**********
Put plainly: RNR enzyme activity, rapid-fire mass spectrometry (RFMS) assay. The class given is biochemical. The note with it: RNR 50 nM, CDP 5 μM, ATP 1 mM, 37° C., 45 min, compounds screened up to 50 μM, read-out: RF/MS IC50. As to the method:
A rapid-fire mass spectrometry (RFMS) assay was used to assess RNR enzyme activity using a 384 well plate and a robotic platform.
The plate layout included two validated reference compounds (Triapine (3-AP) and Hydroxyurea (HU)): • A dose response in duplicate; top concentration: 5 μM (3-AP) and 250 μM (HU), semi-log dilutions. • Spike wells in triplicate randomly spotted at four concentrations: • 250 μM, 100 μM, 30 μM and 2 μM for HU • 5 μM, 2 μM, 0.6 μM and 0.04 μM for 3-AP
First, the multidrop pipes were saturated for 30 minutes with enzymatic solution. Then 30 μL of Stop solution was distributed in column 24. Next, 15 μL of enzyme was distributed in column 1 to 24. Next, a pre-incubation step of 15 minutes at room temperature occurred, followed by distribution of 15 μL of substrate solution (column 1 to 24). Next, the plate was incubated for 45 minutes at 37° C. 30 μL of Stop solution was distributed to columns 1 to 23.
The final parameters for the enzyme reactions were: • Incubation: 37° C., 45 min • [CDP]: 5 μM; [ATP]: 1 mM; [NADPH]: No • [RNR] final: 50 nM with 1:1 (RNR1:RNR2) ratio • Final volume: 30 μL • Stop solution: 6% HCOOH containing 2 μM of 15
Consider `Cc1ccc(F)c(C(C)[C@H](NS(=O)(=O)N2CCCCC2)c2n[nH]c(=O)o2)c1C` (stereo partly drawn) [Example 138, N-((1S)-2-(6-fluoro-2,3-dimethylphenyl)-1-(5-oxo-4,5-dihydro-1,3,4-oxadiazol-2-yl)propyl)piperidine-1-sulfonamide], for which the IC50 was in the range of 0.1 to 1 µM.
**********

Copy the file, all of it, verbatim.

Put plainly: RNR enzyme activity, rapid-fire mass spectrometry (RFMS) assay. The class given is biochemical. The note with it: RNR 50 nM, CDP 5 μM, ATP 1 mM, 37° C., 45 min, compounds screened up to 50 μM, read-out: RF/MS IC50. As to the method:
A rapid-fire mass spectrometry (RFMS) assay was used to assess RNR enzyme activity using a 384 well plate and a robotic platform.
The plate layout included two validated reference compounds (Triapine (3-AP) and Hydroxyurea (HU)): • A dose response in duplicate; top concentration: 5 μM (3-AP) and 250 μM (HU), semi-log dilutions. • Spike wells in triplicate randomly spotted at four concentrations: • 250 μM, 100 μM, 30 μM and 2 μM for HU • 5 μM, 2 μM, 0.6 μM and 0.04 μM for 3-AP
First, the multidrop pipes were saturated for 30 minutes with enzymatic solution. Then 30 μL of Stop solution was distributed in column 24. Next, 15 μL of enzyme was distributed in column 1 to 24. Next, a pre-incubation step of 15 minutes at room temperature occurred, followed by distribution of 15 μL of substrate solution (column 1 to 24). Next, the plate was incubated for 45 minutes at 37° C. 30 μL of Stop solution was distributed to columns 1 to 23.
The final parameters for the enzyme reactions were: • Incubation: 37° C., 45 min • [CDP]: 5 μM; [ATP]: 1 mM; [NADPH]: No • [RNR] final: 50 nM with 1:1 (RNR1:RNR2) ratio • Final volume: 30 μL • Stop solution: 6% HCOOH containing 2 μM of 15
Consider `Cc1ccc(F)c(C(C)[C@H](NS(=O)(=O)N2CCCCC2)c2n[nH]c(=O)o2)c1C` (stereo partly drawn) [Example 138, N-((1S)-2-(6-fluoro-2,3-dimethylphenyl)-1-(5-oxo-4,5-dihydro-1,3,4-oxadiazol-2-yl)propyl)piperidine-1-sulfonamide], for which the IC50 was in the range of 0.1 to 1 µM.